In Part 1 of the Remote Desktop Services 2016, Standard Deployment series, we installed RDS roles on 3 different servers. With Standard Deployment type we have to make our own collections which is not the case in Quick Start deployment type.
Let’s talk about the purpose of RD collections. They have 2 major functions.
- They allow us to separate out RD Session Hosts into separate farms
- The second thing they do is to allow admins to organize resources
We have 2 Collections: Collection 1 (Sales) and Collection 2 (Management)
If we have different types of users, some of them could work in Sales, some in Management. If somebody from Sales connects to the connection broker, then we want them to be directed to servers in Collection 1.
I have created 2 AD groups and 2 AD users
Groups: Sales & Managers
Users: Sales1 & Manager1
Let’s create our first RD Collection and explore Collection Properties.
Scroll right, go up under Tasks and click on Create Session Collection.
Before you begin page will pop-up. Click next
On Collection Name page, give you collection a name and click next
On Specify RD Session Host Servers page, select RDSH01 and click next
On Specify User Groups, type in Sales and remove Domain Users and click next
On User Profile Disk page, I will uncheck Enable user profile disks (I will configure this later) and click next and Create.
Once done, click close.
Now we have a collection but notice that we don’t have any Remote Apps. We will configure it a different part.
Let’s explore Collection Properties. Click on Tasks and click Edit Properties
Session Collection Wizard will pop-up.
On GENERAL we can change the name, description and choose if we would like to see collection in RD Web Access.
USER GROUPS – is used to limit connections to this collection to a specific group of users.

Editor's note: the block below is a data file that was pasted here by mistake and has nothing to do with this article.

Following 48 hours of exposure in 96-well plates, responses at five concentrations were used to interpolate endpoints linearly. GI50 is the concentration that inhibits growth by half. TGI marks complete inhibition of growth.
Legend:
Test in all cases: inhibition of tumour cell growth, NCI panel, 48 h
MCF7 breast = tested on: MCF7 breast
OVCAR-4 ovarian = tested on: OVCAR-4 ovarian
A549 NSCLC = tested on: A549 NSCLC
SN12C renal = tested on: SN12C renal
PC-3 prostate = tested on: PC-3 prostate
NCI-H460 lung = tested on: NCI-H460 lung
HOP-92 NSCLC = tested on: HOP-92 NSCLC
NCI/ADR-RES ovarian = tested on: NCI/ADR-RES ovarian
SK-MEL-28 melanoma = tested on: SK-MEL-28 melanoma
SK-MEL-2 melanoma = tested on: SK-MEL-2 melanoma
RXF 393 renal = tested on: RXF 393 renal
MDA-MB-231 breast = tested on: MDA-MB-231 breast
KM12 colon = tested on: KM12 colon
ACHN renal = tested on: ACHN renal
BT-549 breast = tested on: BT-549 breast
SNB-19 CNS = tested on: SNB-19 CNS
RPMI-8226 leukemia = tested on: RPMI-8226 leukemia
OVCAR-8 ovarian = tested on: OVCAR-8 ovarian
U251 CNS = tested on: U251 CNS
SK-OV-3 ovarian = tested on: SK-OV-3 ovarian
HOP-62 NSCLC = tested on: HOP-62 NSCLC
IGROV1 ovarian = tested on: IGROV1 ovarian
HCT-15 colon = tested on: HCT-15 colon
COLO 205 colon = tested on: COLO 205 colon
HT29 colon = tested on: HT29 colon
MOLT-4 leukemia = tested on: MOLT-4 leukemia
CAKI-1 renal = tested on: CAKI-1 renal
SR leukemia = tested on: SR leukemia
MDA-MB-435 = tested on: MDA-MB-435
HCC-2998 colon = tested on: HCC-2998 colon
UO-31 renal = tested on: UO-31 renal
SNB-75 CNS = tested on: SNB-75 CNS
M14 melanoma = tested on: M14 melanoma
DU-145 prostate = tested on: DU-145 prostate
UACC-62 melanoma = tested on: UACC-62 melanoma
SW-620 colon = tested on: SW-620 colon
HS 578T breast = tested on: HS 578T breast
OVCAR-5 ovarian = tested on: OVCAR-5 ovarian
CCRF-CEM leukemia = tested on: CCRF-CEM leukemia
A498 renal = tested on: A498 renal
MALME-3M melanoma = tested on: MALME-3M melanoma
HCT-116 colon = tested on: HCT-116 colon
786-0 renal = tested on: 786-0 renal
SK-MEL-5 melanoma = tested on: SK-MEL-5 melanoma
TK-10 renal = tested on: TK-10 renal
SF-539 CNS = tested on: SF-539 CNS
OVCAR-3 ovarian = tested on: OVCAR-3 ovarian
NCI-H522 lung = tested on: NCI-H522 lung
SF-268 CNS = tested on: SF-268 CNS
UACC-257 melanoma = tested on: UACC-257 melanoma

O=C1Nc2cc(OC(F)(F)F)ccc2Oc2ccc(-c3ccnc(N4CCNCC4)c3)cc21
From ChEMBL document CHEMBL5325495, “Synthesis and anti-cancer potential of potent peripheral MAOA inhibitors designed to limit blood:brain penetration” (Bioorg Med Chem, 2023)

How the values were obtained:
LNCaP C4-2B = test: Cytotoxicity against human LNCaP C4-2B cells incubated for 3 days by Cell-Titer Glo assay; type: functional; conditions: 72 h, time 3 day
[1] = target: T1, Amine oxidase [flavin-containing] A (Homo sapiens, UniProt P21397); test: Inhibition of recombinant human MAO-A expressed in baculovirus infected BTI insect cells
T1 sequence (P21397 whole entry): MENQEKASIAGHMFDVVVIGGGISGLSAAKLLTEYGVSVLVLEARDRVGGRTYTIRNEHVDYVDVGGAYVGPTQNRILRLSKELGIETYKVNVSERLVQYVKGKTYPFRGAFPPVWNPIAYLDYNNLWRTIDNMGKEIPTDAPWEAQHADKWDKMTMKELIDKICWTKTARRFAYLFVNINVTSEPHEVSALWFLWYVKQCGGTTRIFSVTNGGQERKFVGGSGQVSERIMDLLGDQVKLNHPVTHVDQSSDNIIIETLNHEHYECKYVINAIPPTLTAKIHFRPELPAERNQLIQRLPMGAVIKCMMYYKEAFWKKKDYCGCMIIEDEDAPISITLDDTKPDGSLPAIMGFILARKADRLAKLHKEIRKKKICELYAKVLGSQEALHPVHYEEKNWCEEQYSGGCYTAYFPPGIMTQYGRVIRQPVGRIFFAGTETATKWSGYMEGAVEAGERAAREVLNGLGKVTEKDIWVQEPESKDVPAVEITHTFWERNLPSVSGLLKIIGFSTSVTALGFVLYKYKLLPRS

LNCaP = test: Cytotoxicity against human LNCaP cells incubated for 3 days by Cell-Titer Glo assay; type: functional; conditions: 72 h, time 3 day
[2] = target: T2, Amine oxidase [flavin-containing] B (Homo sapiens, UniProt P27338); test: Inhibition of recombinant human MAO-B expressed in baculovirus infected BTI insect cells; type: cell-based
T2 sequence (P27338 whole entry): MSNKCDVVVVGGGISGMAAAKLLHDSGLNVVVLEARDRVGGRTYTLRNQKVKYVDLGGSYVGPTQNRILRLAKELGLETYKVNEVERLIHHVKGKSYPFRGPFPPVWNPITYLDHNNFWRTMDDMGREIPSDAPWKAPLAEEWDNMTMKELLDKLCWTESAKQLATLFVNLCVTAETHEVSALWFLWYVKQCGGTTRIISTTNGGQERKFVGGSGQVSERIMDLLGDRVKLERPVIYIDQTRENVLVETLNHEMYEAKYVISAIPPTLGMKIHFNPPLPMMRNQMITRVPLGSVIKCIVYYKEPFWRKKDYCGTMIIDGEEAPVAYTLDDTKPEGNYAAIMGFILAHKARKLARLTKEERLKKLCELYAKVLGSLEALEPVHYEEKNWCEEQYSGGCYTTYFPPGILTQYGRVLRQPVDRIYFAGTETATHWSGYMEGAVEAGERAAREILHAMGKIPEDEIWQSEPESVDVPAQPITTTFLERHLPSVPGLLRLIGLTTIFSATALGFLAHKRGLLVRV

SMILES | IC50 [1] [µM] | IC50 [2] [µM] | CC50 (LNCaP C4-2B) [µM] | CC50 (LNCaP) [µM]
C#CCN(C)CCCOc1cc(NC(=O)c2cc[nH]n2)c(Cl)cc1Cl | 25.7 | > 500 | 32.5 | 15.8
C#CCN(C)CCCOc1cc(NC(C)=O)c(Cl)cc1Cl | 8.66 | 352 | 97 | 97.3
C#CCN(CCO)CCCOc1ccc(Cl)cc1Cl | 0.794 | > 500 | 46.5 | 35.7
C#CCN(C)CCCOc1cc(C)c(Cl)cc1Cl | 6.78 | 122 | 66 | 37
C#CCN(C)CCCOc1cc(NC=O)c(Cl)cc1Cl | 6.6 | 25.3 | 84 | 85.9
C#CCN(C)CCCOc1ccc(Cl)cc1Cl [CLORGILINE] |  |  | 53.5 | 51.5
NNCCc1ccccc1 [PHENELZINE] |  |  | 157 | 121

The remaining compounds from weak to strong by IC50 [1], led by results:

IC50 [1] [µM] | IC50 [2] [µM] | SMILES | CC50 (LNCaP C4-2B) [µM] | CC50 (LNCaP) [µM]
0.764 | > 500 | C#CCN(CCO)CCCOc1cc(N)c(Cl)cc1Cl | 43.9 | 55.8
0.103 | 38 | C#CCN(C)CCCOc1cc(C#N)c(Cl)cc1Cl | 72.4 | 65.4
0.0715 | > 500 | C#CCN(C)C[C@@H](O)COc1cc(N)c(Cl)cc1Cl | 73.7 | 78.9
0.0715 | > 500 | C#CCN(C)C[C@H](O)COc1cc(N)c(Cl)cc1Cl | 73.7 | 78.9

SESSION – The first 3 settings have to do with what happens when sessions are connected or during the session. For all of these 3 we need to know how users use the server.
End a disconnected session: If users disconnect from the session and don’t sign out, whaterver they were working on continues to run. We can see by default it’s set to Never.
Active session limit: is how long they can be active in a session.
Idle session limit: If we connect up, something’s downloading, I disconnect, sometimes the server will consider that I’am idle because I’m not using mouse. In that case we will leave this as default.
Area at the bottom talks about what’s going to happen when the session limit is reached, or the connection is broken. Default option is just to connect and leave everything on running
Last 2 settings deal with temporary folders.
SECURITY – Here we can decide which Security layer and which encryption level we are going to use.
Security Layer (Negotiate is the default option)
- RDP Security Layer – Does not use authentication to verify the identity of an RD Session Host and does not support Network Level Authentication -> came in with (Vista and Win Server 2008)
- SSL (TLS 1.0) – more secure than RDP Security Layer, SSL will be used for server authentication. (requires certificate)
- Negotiate – The most secure layer that is supported by the client will be used
Encryption Level (Client Compatible by default)
- Low – data send from the server is not encrypted. data sent from the client is encrypted using 56-bit encryption
- Client Compatible – It encrypts the client and the server communication at the maximum key strength supported by client
- High – It encrypts the client and the server communication using 128-bit encryption. User High when client also support 128-bit encryption. If they do not support they will not be able to connect
- FIPS – All client/server communication is encrypted and decrypted with FIPS encryption algorithms
LOAD BALANCING – if we have more than 1 RD Session Host, we can set up the relative wait between them. Right now I only have 1 so 100 % of the traffic is going to RDSH01. We will come back to this when we add second RD Session Host
CLIENT SETTINGS – specify to enable redirection for a bunch of things, audio/video playback, audio recording etc. What this means is that the client smart cards, clipboards, drive will be available inside of the remote desktop session. Everything is enabled by default.
USER PROFILE DISKS – They are used to store user and application data on a single virtual disk that is dedicated to one user’s profile. When we enable user profile disks, it creates a template called UVHD.template.vhdx file in the share. For every new users that logs on a new VHDX file is created based on the template. We will take a look on it and configure user profile disk in User Profile Disk part. It is disabled by default
In third part of Remote Desktop Services 2016, Standard Deployment series we will move forward and explore Deployment Properties.